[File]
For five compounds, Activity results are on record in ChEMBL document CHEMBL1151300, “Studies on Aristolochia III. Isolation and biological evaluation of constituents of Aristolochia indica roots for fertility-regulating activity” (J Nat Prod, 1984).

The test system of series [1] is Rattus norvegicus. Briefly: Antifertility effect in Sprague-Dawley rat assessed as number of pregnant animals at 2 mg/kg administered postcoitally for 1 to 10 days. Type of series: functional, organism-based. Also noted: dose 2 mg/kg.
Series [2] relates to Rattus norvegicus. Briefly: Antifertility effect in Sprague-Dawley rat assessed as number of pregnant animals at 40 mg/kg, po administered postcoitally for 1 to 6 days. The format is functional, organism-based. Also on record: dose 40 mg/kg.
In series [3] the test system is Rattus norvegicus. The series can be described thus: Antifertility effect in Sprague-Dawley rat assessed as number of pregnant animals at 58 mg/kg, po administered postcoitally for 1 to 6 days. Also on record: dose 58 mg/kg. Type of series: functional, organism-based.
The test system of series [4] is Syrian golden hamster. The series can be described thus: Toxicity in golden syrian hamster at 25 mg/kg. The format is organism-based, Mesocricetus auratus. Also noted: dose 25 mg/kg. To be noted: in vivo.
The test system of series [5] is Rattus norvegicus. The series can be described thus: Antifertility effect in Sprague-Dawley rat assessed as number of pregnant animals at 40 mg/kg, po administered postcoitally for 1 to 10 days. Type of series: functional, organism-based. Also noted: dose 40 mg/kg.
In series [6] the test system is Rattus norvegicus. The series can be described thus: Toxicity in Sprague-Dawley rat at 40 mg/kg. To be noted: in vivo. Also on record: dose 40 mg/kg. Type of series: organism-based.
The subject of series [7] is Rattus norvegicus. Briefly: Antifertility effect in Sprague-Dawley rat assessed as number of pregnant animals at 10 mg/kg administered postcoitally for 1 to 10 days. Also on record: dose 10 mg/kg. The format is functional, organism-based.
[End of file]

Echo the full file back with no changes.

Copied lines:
For five compounds, Activity results are on record in ChEMBL document CHEMBL1151300, “Studies on Aristolochia III. Isolation and biological evaluation of constituents of Aristolochia indica roots for fertility-regulating activity” (J Nat Prod, 1984).

The test system of series [1] is Rattus norvegicus. Briefly: Antifertility effect in Sprague-Dawley rat assessed as number of pregnant animals at 2 mg/kg administered postcoitally for 1 to 10 days. Type of series: functional, organism-based. Also noted: dose 2 mg/kg.
Series [2] relates to Rattus norvegicus. Briefly: Antifertility effect in Sprague-Dawley rat assessed as number of pregnant animals at 40 mg/kg, po administered postcoitally for 1 to 6 days. The format is functional, organism-based. Also on record: dose 40 mg/kg.
In series [3] the test system is Rattus norvegicus. The series can be described thus: Antifertility effect in Sprague-Dawley rat assessed as number of pregnant animals at 58 mg/kg, po administered postcoitally for 1 to 6 days. Also on record: dose 58 mg/kg. Type of series: functional, organism-based.
The test system of series [4] is Syrian golden hamster. The series can be described thus: Toxicity in golden syrian hamster at 25 mg/kg. The format is organism-based, Mesocricetus auratus. Also noted: dose 25 mg/kg. To be noted: in vivo.
The test system of series [5] is Rattus norvegicus. The series can be described thus: Antifertility effect in Sprague-Dawley rat assessed as number of pregnant animals at 40 mg/kg, po administered postcoitally for 1 to 10 days. Type of series: functional, organism-based. Also noted: dose 40 mg/kg.
In series [6] the test system is Rattus norvegicus. The series can be described thus: Toxicity in Sprague-Dawley rat at 40 mg/kg. To be noted: in vivo. Also on record: dose 40 mg/kg. Type of series: organism-based.
The subject of series [7] is Rattus norvegicus. Briefly: Antifertility effect in Sprague-Dawley rat assessed as number of pregnant animals at 10 mg/kg administered postcoitally for 1 to 10 days. Also on record: dose 10 mg/kg. The format is functional, organism-based.